Maybe it's because I've become a practicing Buddhist. Maybe it's that I've always felt a strong personal connection with those realms that are beyond reason. Maybe it's 50 years of experiencing the repetitious futility of conventional politics.
This evening I attended another rally at our state capitol, this one a 'vigil' organized by the Interfaith Alliance on behalf of the residents of New Mexico being threatened with the repeal of their rights to a drivers license. Our new Republican governor proceeds in lock-step with the rest of her party, demonizing selective portions of the population. Last week it was teachers and labor, this week it's immigrants. The strategy appears to be to divide and conquer the opposition by escalating the level of fear, even in situations where fear isn't warranted.
This week it's driver's licenses. Most public officials agree that allowing undocumented immigrants who can pass a driving test the right to a driver's license facilitates the work of keeping the peace and administering justice and public services. However, the need for demagogic politicians to create scapegoats leads our state Republicans to fantasize about all of the problems and threats this allowance poses to our American Way of Life. So, the people who clean our houses and cook our food and pick our produce will have to risk arrest and deportation whenever they try to go to work. I true Republican fashion, when things get rough we decide to make life even more difficult for the poorest and the weakest among us. Many of us are convinced that this is the American Way.
The rally last week was larger and more boisterous. It was in the afternoon on a weekend and the weather was springlike and there was a wide spectrum of political activism represented. Still, it felt to me like a weak and somewhat chaotic response to issues that many people didn't really understand. There was a lot of shouting and cheering, but the underlying feeling was of frustrated anger, not very well focused, that was likely to flare for a moment and then fade away. I came away actually feeling more depressed and alienated from any process of positive change.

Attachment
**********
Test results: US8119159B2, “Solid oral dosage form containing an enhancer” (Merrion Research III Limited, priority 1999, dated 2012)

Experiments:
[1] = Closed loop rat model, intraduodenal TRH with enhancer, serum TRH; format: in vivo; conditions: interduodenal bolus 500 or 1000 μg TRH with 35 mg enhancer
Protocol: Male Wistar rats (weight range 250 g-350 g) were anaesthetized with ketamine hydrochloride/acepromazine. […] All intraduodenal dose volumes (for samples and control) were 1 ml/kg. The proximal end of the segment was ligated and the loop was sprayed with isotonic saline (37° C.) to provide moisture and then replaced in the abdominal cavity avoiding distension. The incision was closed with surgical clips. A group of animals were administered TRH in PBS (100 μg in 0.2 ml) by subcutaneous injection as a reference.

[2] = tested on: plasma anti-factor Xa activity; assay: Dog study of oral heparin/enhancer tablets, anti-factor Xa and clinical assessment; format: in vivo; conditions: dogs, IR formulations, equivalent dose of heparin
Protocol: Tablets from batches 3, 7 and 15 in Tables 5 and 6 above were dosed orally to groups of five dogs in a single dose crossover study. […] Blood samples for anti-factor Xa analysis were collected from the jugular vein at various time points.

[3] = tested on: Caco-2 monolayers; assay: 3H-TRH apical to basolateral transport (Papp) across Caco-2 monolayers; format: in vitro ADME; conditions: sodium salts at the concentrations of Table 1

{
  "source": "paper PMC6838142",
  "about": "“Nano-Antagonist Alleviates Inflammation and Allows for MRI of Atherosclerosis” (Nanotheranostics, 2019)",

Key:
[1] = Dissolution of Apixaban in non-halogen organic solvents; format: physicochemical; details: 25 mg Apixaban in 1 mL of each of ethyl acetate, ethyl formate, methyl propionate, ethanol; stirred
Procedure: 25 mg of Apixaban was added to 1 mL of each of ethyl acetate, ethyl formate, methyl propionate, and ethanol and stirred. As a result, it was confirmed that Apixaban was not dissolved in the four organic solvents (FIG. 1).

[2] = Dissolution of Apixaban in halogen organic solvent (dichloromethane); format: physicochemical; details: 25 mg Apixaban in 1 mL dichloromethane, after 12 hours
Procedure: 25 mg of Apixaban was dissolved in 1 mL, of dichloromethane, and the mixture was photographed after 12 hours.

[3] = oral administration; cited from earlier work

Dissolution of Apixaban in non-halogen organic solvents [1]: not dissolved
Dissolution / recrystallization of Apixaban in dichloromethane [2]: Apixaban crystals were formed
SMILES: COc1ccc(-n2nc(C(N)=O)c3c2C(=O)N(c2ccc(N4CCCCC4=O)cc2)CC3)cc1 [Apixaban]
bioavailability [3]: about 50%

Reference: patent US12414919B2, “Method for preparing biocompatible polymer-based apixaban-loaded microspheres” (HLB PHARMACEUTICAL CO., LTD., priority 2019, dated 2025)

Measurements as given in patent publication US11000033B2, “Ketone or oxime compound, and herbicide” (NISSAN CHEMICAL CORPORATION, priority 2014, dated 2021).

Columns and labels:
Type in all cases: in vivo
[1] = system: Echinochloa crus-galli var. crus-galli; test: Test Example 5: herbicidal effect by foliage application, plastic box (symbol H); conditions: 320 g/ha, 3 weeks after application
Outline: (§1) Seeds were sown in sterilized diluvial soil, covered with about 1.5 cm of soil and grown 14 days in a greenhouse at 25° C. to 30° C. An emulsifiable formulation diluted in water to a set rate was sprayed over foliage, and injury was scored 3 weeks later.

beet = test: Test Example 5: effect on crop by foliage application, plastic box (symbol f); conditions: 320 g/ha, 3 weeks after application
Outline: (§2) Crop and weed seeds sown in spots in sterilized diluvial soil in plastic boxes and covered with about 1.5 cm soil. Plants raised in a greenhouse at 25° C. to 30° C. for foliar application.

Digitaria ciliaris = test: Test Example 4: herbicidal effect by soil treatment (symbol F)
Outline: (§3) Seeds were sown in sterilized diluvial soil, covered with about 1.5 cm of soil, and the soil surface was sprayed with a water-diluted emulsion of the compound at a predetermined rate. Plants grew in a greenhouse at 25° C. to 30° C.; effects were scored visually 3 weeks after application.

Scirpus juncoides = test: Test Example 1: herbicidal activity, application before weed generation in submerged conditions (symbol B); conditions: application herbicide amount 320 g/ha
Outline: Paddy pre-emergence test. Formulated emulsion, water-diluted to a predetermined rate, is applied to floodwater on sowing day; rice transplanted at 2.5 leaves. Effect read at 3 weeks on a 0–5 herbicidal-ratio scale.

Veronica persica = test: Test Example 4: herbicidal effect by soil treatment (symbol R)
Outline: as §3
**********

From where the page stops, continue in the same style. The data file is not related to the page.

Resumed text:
Tonight's rally, in cold and overcast weather and in darkness featured candles passed out by priests and speakers who were mostly religious leaders from a spectrum of races and faiths; Catholic, Jewish, Lutheran, Tewa, Unitarian, white, native american, hispanic, south african. The 600 or so people in front of the capitol doors were relatively quiet as they listened to the words in spanish and english and Tewa, quoting from scriptures and addressing universal themes with a mixture of passion and serenity, transcending politics and yet circumscribing the politics of our time.
I was inspired to witness the eternal principles of human aspiration and human freedom that every religion attempts to address. Principles that include peace and tolerance and the love of neighbor. These were words spoken from a depth of faith in basic human values into a circle of faces that were all colors, shapes and ages. After the laws are passed or repealed and political empires rise and fall, these are the values that endure. I came away from this rally/vigil with a feeling that in the long run we actually have a chance as a species and as a nation.
We witnessed the eruption of these same feelings when we watched the people demonstrating and then celebrating in Cairo. We are seeing the same feelings ravaged by fear and horror on the streets of Libya. People all over are struggling to arrive at a new relationship with each other and with the world. In the faces lit by candlelight and singing "We Shall Not Be Moved" I saw for once the possibility that fear can be left behind.
Something is going on all over the world and it's beyond our control. We are witnesses and participants in something that is remaking us all. My prayer, Oh Lord, is that I be allowed to witness much more of this!